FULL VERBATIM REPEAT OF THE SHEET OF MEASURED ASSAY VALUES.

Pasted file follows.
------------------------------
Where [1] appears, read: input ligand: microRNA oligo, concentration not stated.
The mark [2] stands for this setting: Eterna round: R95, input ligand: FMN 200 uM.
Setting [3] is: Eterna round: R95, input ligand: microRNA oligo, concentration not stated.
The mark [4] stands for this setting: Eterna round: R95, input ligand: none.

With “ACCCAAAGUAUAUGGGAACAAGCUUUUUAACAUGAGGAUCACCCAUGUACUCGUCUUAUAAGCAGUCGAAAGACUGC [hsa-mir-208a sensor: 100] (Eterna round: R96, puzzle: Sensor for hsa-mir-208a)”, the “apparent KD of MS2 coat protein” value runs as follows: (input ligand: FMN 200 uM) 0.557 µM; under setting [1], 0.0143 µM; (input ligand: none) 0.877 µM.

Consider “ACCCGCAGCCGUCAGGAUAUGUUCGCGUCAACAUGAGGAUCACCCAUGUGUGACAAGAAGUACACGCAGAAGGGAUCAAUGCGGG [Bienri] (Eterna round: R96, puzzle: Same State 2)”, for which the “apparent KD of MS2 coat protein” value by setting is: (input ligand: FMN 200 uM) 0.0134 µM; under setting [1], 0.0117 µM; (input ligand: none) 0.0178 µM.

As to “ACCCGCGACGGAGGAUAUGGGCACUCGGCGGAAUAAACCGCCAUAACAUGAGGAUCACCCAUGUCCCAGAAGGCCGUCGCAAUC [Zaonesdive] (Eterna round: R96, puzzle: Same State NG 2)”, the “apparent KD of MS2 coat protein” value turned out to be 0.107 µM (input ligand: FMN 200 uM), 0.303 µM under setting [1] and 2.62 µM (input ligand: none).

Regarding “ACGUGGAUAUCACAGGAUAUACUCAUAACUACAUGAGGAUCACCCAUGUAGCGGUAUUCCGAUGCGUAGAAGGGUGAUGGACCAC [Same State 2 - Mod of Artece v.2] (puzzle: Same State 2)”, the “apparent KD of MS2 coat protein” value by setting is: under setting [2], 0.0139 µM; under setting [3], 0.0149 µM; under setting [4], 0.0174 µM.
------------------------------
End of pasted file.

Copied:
Where [1] appears, read: input ligand: microRNA oligo, concentration not stated.
The mark [2] stands for this setting: Eterna round: R95, input ligand: FMN 200 uM.
Setting [3] is: Eterna round: R95, input ligand: microRNA oligo, concentration not stated.
The mark [4] stands for this setting: Eterna round: R95, input ligand: none.

With “ACCCAAAGUAUAUGGGAACAAGCUUUUUAACAUGAGGAUCACCCAUGUACUCGUCUUAUAAGCAGUCGAAAGACUGC [hsa-mir-208a sensor: 100] (Eterna round: R96, puzzle: Sensor for hsa-mir-208a)”, the “apparent KD of MS2 coat protein” value runs as follows: (input ligand: FMN 200 uM) 0.557 µM; under setting [1], 0.0143 µM; (input ligand: none) 0.877 µM.

Consider “ACCCGCAGCCGUCAGGAUAUGUUCGCGUCAACAUGAGGAUCACCCAUGUGUGACAAGAAGUACACGCAGAAGGGAUCAAUGCGGG [Bienri] (Eterna round: R96, puzzle: Same State 2)”, for which the “apparent KD of MS2 coat protein” value by setting is: (input ligand: FMN 200 uM) 0.0134 µM; under setting [1], 0.0117 µM; (input ligand: none) 0.0178 µM.

As to “ACCCGCGACGGAGGAUAUGGGCACUCGGCGGAAUAAACCGCCAUAACAUGAGGAUCACCCAUGUCCCAGAAGGCCGUCGCAAUC [Zaonesdive] (Eterna round: R96, puzzle: Same State NG 2)”, the “apparent KD of MS2 coat protein” value turned out to be 0.107 µM (input ligand: FMN 200 uM), 0.303 µM under setting [1] and 2.62 µM (input ligand: none).

Regarding “ACGUGGAUAUCACAGGAUAUACUCAUAACUACAUGAGGAUCACCCAUGUAGCGGUAUUCCGAUGCGUAGAAGGGUGAUGGACCAC [Same State 2 - Mod of Artece v.2] (puzzle: Same State 2)”, the “apparent KD of MS2 coat protein” value by setting is: under setting [2], 0.0139 µM; under setting [3], 0.0149 µM; under setting [4], 0.0174 µM.